President Donald Trump has said he has called off state visits to the UK over large scale protests he is likely to face from the British public.
The commander-in-chief is understood to have called Prime Minister Theresa May to tell her that he didn’t want to visit the UK if there were going to be demonstrations against him – meaning his visit could be indefinitely postponed.
But Mrs May’s office denied there had been any changes to the planned visit and refused to comment on the reports around the phone call – even though it is possible she will not be Prime Minister by the time the scheduled visit occurs.
It comes after large scale protests around the visit hit London earlier this year while more than 300,000 people signed a petition urging Parliament to ban Trump from entering the UK.
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The source said they were present in Downing Street when the call came through.
But Mrs May’s office denied there were any changes to the planned state visit in a statement released today.
It said: ‘We aren’t going to comment on speculation about the contents of private phone conversations.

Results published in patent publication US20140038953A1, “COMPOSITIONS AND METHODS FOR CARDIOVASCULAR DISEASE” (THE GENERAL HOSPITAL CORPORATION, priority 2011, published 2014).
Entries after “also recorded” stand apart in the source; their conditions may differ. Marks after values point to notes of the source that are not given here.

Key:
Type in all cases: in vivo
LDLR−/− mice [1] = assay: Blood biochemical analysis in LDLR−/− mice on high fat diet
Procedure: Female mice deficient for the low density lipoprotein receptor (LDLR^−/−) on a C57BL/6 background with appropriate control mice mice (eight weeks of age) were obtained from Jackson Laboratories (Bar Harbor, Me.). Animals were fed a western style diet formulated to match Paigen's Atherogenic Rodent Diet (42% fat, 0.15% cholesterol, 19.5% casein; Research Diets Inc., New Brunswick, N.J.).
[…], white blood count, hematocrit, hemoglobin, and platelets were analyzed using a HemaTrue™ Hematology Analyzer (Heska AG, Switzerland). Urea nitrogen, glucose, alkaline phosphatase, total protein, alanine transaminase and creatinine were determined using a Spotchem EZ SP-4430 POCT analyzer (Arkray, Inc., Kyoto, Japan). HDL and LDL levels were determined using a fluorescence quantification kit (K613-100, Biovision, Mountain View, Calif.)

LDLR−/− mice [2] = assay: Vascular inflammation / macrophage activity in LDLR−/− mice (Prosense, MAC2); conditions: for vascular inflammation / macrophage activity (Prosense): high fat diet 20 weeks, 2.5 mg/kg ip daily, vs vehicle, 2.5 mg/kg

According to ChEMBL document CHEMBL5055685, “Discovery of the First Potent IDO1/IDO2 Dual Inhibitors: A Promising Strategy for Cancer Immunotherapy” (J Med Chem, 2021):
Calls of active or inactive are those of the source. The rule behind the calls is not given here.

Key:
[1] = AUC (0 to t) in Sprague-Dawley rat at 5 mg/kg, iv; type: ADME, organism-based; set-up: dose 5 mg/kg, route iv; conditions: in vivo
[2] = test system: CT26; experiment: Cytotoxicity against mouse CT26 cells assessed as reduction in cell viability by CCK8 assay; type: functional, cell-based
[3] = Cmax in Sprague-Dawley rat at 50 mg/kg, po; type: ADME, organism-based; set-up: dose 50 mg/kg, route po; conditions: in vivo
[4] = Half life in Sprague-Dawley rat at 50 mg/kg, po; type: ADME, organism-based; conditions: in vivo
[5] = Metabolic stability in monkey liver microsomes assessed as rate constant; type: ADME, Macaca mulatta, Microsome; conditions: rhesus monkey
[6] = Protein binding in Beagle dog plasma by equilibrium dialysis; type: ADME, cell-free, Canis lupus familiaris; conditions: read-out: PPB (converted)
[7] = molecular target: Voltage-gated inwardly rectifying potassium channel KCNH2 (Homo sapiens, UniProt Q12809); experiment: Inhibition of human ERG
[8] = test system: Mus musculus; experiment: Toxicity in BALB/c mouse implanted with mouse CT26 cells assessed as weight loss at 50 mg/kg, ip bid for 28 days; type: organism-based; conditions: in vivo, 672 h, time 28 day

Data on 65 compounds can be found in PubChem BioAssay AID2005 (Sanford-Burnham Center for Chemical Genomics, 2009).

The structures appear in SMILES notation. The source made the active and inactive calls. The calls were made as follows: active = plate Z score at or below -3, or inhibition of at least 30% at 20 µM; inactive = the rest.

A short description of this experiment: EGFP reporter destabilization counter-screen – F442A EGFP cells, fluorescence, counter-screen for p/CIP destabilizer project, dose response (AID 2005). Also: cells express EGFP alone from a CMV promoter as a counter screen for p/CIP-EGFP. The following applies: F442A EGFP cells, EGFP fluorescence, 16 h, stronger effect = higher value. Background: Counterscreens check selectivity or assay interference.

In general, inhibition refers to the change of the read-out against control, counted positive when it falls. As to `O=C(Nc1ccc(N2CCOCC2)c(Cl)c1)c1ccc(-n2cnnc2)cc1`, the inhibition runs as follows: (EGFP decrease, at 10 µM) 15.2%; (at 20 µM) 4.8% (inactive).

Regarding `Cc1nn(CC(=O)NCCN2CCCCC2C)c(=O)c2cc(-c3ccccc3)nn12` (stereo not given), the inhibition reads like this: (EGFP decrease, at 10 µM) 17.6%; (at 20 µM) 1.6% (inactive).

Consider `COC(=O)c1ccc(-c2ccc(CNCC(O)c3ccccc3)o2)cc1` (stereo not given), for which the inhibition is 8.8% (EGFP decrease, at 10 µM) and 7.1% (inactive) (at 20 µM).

‘The Queen extended an invitation to President Trump to visit the UK and there is no change to those plans.’
Jeremy Corbyn, leader of opposition party Labor, tweeted Sunday that he was happy about the claims.
Corbyn was referencing Trump’s Twitter attack on London Mayor Sadiq Khan shortly after the London Bridge terror attacks, which claimed eight innocent lives.
Trump mocked Khan for telling people ‘not to be alarmed’ in the wake of the attacks – but the London Mayor hit back and said the remarks were taken out of context.
Mr Khan said he was talking about the increased police presence on London streets, not the attacks themselves.
But Trump continued his attack, saying Khan had to ‘think fast’ to come up with his ‘pathetic excuse’ of a response.
The response from the British public was strong, with UK politicians and even Harry Potter author JK Rowling criticising the President on social media.